The Jakarta Post
Six main characters in six different stories have one thing in common: their quest for a place where they feel a sense of belonging.
Exploring the themes of rootlessness and displacement, the short stories collected in Batik Rain are about people looking for their homeland, in search of their identities and roots.
While all of the main characters are Indian by nationality, the stories revolve around individuals who have moved away from home, stepping out of their comfort zones to go overseas.
After many years, they feel a sense of loneliness and isolation, and begin looking for the 'missing part' of their lives.
'It is about the catharsis they experience when they reach their destination,' said author Ashwini Devare of her debut book, which has been longlisted for the 2014 Frank O'Connor International Short Story Award.
'As immigrants and minorities in foreign lands, they must navigate unknown waters, embodying the resilience and perseverance necessary to undertake such journeys.'
The first story, Homecoming, tells of a man who returns to India after living for 20 years in the US. As he returns to his hometown in Pune, he feels connected, believing that he has found his home.
Another story, titled Anthem of Guilt, reveals the twists and turns of a young man's guilt-ridden conscience. A classic escapist, he is constantly on the run from poverty, violence and commitment.
One of the stories that was 'dear to her heart', Ashwini said, was the last one, titled Saroj. It is the story of a girl who loses her mother when she is seven years old.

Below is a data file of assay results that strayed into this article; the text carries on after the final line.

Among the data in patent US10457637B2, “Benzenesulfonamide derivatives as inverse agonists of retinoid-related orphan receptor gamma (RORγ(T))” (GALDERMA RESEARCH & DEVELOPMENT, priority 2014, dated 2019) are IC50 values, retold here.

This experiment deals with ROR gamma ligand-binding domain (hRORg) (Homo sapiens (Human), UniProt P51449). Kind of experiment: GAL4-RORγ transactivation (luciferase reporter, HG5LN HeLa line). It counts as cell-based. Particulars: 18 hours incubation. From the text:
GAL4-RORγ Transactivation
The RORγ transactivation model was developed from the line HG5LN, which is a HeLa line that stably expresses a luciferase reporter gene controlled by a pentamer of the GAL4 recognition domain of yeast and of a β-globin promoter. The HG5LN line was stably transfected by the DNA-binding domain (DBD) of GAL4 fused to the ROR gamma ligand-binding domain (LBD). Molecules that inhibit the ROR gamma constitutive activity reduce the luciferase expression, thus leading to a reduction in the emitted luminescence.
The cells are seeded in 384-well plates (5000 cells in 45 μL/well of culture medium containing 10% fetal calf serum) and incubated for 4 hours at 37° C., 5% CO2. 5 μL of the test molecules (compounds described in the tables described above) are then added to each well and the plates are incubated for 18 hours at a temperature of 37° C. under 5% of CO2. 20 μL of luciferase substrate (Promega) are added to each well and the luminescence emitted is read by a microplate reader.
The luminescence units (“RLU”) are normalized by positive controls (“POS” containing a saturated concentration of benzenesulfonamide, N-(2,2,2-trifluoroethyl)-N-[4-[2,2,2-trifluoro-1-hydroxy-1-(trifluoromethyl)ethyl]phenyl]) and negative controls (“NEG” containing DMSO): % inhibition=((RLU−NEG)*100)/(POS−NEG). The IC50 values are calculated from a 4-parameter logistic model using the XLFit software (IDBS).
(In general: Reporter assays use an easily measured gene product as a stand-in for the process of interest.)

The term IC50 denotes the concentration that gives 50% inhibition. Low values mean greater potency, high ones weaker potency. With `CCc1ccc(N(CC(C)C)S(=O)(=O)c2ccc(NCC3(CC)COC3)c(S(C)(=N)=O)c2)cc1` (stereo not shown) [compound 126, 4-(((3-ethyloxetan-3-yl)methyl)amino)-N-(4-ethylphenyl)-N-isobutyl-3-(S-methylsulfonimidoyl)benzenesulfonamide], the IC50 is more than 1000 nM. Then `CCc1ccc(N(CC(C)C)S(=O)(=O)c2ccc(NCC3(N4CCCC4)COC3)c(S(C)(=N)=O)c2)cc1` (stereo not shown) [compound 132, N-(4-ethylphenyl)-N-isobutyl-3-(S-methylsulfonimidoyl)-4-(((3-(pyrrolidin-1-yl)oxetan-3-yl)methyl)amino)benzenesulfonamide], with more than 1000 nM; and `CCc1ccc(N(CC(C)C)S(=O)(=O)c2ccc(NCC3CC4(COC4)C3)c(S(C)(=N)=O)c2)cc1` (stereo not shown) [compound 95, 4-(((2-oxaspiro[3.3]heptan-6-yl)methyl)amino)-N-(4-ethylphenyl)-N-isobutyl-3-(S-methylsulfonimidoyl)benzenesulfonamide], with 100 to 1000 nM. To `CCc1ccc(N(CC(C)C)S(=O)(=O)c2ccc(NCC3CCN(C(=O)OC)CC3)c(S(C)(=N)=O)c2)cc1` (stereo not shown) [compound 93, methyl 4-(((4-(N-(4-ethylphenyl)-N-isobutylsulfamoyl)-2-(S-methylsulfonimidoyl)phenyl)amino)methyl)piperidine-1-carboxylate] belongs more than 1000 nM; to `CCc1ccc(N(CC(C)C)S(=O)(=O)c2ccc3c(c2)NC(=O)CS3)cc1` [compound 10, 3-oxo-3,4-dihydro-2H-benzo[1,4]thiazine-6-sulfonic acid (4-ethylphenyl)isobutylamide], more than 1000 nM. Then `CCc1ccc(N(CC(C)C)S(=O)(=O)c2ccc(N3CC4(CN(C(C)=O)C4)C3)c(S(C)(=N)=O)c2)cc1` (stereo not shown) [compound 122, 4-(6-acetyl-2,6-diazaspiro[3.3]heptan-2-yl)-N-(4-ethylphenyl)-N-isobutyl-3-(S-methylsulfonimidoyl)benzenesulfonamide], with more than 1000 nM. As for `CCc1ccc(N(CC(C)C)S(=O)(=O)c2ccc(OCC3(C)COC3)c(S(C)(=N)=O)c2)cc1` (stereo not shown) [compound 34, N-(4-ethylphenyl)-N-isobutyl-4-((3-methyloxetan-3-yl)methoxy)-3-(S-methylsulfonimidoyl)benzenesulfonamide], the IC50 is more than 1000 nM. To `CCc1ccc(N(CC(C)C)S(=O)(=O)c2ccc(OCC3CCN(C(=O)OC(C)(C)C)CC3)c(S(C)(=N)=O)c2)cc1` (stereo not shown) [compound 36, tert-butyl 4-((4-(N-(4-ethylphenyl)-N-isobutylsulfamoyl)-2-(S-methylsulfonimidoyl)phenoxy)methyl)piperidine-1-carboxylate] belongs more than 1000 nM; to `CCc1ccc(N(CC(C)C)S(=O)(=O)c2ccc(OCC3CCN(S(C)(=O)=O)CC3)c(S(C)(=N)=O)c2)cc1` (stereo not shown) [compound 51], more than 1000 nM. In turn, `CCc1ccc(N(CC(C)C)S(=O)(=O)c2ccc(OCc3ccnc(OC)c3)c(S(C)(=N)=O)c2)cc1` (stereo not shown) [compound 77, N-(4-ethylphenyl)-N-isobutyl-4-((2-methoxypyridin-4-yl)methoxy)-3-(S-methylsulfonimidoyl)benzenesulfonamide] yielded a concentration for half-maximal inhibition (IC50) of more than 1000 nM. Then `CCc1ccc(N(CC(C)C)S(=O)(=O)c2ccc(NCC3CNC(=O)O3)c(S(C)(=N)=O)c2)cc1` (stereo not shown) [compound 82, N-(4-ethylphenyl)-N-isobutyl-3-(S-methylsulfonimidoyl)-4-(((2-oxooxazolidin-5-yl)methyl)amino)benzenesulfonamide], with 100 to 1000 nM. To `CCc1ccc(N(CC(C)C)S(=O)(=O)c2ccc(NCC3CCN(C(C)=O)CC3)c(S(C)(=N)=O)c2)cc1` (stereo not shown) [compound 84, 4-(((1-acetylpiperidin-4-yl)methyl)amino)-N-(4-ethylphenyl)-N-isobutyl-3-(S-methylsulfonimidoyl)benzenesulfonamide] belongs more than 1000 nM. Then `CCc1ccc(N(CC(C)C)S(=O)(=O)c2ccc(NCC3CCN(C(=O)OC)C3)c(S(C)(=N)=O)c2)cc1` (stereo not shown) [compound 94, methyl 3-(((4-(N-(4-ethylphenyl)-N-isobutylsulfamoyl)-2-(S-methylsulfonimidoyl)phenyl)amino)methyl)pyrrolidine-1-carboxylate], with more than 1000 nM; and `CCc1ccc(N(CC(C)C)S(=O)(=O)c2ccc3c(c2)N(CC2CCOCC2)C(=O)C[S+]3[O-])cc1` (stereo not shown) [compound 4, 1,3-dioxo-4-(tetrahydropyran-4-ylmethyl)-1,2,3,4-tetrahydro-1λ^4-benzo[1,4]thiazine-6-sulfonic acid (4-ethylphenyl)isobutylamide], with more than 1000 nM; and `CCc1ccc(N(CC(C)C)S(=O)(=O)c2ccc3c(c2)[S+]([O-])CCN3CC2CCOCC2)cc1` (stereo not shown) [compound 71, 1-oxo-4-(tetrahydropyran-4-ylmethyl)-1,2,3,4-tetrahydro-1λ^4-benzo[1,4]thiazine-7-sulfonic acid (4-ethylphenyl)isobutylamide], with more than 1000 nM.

'It is a story about a daughter who never knew her mother, and a granddaughter who yearns to seek her through the prism of the past.'
However, Ashwini feels most associated with Homecoming, given her experiences of living in many parts of the world, yet still feeling connected to her roots in India.
Her globetrotting childhood and cross-cultural journeys as the daughter of an Indian Foreign Service employee, moving from country to country every three years, inspired her to write these stories, which were launched at the recent Ubud Writers and Readers Festival 2014.
Having a nomadic childhood, living in five countries by the age of 15, the writer, who was born in Moscow, realized that there was much to learn from other cultures and people.
As a child, she found that shifting from one continent to another was very disturbing, as she had to start everything all over again whenever she moved to a new place: move to another school, make new friends, learn a new language and struggle to fit in.
She then discovered that writing was the best antidote to misery, and it became her habit.
Combining her cross-cultural childhood with her fascination with current affair, she embarked on a career as a journalist. A former correspondent with BBC Asia, Ashwini has worked for several news channels, including CNBC in Mumbai and CNN and CTV News in the US.
'I enjoyed my career as a television reporter and the rush of breaking news, but over the last few years, I felt I wasn't doing justice to stories by covering them in one or two minutes, leaving me unsatisfied.'
In that sense, she felt that the journey of writing fiction was liberating, allowing her to express herself in pages, rather than in sound bites.
She started writing three years ago, engaging in research for the book as her first foray into literary fiction. Her years of cross-cultural journeys are expressed in the stories.
Her parents' love for Indonesia has somehow influenced her, as she keeps coming back here. Falling in love with Bali, she was inspired to write Batik Rain and used the island as the backdrop.
The story revolves around a family going on vacation to Bali. Something happens during their stay on the island, forcing them to return to the US.
'The male character was 'haunted' by the images of Bali,' Ashwini said, explaining the reason behind the choice of the title. 'And two images kept coming to his mind whenever he thought of Bali: batik and rain.'
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